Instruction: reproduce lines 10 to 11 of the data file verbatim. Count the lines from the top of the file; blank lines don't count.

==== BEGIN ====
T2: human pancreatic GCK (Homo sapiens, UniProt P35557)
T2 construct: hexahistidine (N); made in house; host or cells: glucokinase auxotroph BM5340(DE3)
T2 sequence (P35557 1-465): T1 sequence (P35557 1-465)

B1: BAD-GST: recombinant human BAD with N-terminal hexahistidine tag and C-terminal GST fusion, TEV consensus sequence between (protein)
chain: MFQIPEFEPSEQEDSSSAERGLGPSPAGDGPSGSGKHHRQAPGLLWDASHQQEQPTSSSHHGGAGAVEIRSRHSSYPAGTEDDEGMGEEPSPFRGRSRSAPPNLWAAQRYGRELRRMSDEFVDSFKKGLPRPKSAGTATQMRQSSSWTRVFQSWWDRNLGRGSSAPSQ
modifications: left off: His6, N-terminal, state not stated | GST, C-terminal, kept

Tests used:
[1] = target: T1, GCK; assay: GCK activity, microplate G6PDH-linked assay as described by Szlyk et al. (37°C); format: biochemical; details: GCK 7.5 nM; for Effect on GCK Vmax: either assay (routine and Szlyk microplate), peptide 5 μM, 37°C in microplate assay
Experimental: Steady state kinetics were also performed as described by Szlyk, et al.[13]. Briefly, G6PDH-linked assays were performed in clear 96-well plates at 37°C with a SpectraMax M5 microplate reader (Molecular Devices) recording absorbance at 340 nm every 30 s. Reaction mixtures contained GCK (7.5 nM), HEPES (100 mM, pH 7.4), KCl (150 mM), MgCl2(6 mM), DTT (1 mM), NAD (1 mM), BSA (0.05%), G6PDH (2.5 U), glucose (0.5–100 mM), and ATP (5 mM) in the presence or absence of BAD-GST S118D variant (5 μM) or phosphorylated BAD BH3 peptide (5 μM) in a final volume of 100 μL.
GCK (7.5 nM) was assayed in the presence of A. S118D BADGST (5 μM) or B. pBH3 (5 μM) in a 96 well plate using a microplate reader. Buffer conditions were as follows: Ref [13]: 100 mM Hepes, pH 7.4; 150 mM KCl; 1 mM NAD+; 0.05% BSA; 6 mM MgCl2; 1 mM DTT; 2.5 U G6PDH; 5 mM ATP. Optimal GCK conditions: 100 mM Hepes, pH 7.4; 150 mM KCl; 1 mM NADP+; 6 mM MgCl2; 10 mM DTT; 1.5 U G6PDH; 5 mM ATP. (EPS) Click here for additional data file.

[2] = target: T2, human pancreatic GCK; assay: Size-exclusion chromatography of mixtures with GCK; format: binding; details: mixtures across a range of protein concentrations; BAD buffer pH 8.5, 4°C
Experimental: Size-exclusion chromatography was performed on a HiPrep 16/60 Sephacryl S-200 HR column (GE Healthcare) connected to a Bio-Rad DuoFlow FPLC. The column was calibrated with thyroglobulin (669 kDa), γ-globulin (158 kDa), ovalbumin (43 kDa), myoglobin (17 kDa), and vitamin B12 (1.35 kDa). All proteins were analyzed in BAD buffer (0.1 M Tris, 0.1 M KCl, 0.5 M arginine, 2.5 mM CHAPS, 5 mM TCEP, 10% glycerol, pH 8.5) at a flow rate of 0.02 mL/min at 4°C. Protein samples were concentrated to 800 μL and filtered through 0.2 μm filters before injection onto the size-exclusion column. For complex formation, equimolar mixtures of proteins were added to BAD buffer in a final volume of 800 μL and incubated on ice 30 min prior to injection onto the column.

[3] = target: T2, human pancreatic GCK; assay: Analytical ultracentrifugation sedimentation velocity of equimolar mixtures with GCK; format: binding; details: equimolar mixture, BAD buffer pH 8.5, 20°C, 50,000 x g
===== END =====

GCK (7.5 nM) was assayed in the presence of A. S118D BADGST (5 μM) or B. pBH3 (5 μM) in a 96 well plate using a microplate reader. Buffer conditions were as follows: Ref [13]: 100 mM Hepes, pH 7.4; 150 mM KCl; 1 mM NAD+; 0.05% BSA; 6 mM MgCl2; 1 mM DTT; 2.5 U G6PDH; 5 mM ATP. Optimal GCK conditions: 100 mM Hepes, pH 7.4; 150 mM KCl; 1 mM NADP+; 6 mM MgCl2; 10 mM DTT; 1.5 U G6PDH; 5 mM ATP. (EPS) Click here for additional data file.

[2] = target: T2, human pancreatic GCK; assay: Size-exclusion chromatography of mixtures with GCK; format: binding; details: mixtures across a range of protein concentrations; BAD buffer pH 8.5, 4°C